An auteur of special effects, Ray Harryhausen’s fantastical monsters are the stuff of movie legend. Now the subject of filmmaker Gilles Penso’s latest documentary, Ray Harryhausen: Special Effects Titan (2011) pays homage to the 92-year-old, who has influenced some of today’s greatest living mainstream directors, including Steven Spielberg, Guillermo del Toro and Peter Jackson (who all contribute here). Starting with 1949’s Mighty Joe Young (1949), we chart the visual artist’s work across the decades, culminating in 1981’s Clash of the Titans.
As a youngster, Harryhausen meticulously studied early SFX marvels such as King Kong (1933) and the work of Georges Méliès, evolving their processes whilst developing his own techniques. This trajectory is accompanied by a glut of heartfelt talking head interviews from contemporary sci-fi and fantasy directors (with the notable absence of George Lucas), who point to various scenes from their own movies that have been influenced directly by Harryhausen; the Tyrannosaurus Rex in Spielberg’s Jurassic Park (1993); the mechanical arms of Dr. Octopus in Sam Raimi’s Spider-Man 2 (2004); the scurvy skeletons of Pirates of the Caribbean: The Curse of the Black Pearl (2003).
For many, Harryhausen’s stop-motion creations – which he affectionately dubs as his ‘creatures’ – immediately kindle memories of childhood wonder. Classics such as The 7th Voyage of Sinbad (1958), Mysterious Island (1961) and the iconic Jason and the Argonauts (1963) all bear his distinctive mark. Once seen, it is almost impossible to forget the terrifyingly serpentine Medusa, the duelling skeleton warriors and droning giant bees that now have earned iconic status within the fantasy film genre.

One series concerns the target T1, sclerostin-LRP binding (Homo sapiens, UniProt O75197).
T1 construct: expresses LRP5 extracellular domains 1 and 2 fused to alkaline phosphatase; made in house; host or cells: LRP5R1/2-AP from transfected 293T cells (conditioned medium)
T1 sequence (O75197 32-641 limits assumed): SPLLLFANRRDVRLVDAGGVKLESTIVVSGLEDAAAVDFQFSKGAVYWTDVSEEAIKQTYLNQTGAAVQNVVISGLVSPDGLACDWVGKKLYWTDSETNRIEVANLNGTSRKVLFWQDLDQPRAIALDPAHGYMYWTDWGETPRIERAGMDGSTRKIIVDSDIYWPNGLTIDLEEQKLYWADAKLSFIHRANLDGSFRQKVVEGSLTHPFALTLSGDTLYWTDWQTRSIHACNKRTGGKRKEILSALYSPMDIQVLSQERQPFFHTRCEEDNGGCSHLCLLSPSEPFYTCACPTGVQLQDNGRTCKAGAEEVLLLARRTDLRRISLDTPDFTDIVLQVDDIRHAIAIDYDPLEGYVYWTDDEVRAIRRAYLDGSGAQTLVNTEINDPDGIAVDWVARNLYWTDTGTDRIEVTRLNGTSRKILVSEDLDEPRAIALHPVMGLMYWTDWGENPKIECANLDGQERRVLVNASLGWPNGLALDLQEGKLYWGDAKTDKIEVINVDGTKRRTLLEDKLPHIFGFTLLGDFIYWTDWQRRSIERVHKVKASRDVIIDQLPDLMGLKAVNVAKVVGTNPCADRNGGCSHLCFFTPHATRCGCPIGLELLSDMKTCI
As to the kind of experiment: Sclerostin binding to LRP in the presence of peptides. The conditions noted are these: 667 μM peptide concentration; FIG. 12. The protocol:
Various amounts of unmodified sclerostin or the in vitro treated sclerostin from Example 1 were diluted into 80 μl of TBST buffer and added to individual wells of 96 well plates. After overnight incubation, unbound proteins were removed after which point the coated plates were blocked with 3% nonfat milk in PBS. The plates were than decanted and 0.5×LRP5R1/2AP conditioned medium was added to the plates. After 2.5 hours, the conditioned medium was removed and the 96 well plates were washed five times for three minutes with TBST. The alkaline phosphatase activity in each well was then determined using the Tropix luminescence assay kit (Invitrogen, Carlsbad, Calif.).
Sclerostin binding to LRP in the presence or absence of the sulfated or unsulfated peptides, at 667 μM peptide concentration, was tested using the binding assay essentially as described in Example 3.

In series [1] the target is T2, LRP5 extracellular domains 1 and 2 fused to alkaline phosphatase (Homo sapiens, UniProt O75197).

Penso’s documentary crucially allows us to see these creatures out of context, often no bigger than a foot tall. This provides a chance to appreciate the level of detail and care the artist put into his creations, the shots of his London workshop – where the beloved characters are now stored – showing off the tremendously prolific out-pouring of clay beings of all shapes and sizes that Harryhausen created (each of which could be manipulated at a painstaking pace to create the desired effect).
Riding very much on the nostalgic affection audiences have for the majestic Harryhausen’s work, Penso’s Special Effects Titan is a standard issue documentary in form, yet something very special in terms of content. It may not be lavishly produced (unlike many of the films RH worked upon), but above all it functions well as a thunderous round of applause for the career of a much-loved movie magician, who filled our childhoods with so much wonderment and spectacle.